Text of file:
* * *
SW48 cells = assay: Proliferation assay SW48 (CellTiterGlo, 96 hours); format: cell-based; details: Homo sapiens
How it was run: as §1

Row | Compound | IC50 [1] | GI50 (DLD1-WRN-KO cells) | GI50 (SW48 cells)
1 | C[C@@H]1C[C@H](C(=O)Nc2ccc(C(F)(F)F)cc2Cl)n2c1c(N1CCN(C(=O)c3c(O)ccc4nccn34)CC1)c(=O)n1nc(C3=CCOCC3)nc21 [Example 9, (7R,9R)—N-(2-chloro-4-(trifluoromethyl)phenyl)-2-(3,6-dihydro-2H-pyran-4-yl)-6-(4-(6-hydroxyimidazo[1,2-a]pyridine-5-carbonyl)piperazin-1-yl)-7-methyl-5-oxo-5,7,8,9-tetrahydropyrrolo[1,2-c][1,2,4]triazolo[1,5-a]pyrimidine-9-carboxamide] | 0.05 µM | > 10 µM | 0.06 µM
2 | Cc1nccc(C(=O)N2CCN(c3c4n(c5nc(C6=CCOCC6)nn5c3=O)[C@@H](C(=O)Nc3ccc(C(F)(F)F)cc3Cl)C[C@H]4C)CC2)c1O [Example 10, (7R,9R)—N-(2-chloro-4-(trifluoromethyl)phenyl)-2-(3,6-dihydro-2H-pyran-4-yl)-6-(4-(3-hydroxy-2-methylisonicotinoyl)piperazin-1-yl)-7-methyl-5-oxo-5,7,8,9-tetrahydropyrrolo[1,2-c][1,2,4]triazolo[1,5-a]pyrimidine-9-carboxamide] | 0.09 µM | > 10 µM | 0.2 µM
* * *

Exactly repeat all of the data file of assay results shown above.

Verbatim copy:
SW48 cells = assay: Proliferation assay SW48 (CellTiterGlo, 96 hours); format: cell-based; details: Homo sapiens
How it was run: as §1

Row | Compound | IC50 [1] | GI50 (DLD1-WRN-KO cells) | GI50 (SW48 cells)
1 | C[C@@H]1C[C@H](C(=O)Nc2ccc(C(F)(F)F)cc2Cl)n2c1c(N1CCN(C(=O)c3c(O)ccc4nccn34)CC1)c(=O)n1nc(C3=CCOCC3)nc21 [Example 9, (7R,9R)—N-(2-chloro-4-(trifluoromethyl)phenyl)-2-(3,6-dihydro-2H-pyran-4-yl)-6-(4-(6-hydroxyimidazo[1,2-a]pyridine-5-carbonyl)piperazin-1-yl)-7-methyl-5-oxo-5,7,8,9-tetrahydropyrrolo[1,2-c][1,2,4]triazolo[1,5-a]pyrimidine-9-carboxamide] | 0.05 µM | > 10 µM | 0.06 µM
2 | Cc1nccc(C(=O)N2CCN(c3c4n(c5nc(C6=CCOCC6)nn5c3=O)[C@@H](C(=O)Nc3ccc(C(F)(F)F)cc3Cl)C[C@H]4C)CC2)c1O [Example 10, (7R,9R)—N-(2-chloro-4-(trifluoromethyl)phenyl)-2-(3,6-dihydro-2H-pyran-4-yl)-6-(4-(3-hydroxy-2-methylisonicotinoyl)piperazin-1-yl)-7-methyl-5-oxo-5,7,8,9-tetrahydropyrrolo[1,2-c][1,2,4]triazolo[1,5-a]pyrimidine-9-carboxamide] | 0.09 µM | > 10 µM | 0.2 µM